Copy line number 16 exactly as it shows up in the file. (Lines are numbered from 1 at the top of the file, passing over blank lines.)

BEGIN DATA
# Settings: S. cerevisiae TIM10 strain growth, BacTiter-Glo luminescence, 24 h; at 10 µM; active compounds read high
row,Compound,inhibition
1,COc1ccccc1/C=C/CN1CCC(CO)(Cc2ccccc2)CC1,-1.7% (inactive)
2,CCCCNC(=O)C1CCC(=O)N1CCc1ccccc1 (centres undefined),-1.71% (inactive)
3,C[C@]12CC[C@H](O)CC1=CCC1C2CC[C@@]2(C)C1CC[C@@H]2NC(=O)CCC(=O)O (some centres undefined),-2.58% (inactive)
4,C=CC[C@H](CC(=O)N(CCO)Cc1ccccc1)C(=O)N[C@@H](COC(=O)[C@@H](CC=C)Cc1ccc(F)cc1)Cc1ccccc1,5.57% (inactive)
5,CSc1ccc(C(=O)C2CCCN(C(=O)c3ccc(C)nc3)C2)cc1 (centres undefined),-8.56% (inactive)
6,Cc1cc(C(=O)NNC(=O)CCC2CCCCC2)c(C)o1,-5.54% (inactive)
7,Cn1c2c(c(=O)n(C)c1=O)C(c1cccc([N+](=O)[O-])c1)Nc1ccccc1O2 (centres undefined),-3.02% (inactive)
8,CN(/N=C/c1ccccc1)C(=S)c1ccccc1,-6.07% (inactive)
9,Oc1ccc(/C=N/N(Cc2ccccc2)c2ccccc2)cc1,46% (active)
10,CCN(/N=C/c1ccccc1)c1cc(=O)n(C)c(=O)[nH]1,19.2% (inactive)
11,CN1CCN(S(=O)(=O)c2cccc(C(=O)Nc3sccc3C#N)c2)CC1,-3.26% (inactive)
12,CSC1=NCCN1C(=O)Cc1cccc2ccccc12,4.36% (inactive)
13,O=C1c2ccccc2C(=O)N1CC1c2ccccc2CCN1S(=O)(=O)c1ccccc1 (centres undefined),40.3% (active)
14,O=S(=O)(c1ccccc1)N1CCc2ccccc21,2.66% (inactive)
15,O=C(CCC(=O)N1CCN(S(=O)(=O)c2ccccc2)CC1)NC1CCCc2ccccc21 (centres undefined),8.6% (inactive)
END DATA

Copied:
14,O=S(=O)(c1ccccc1)N1CCc2ccccc21,2.66% (inactive)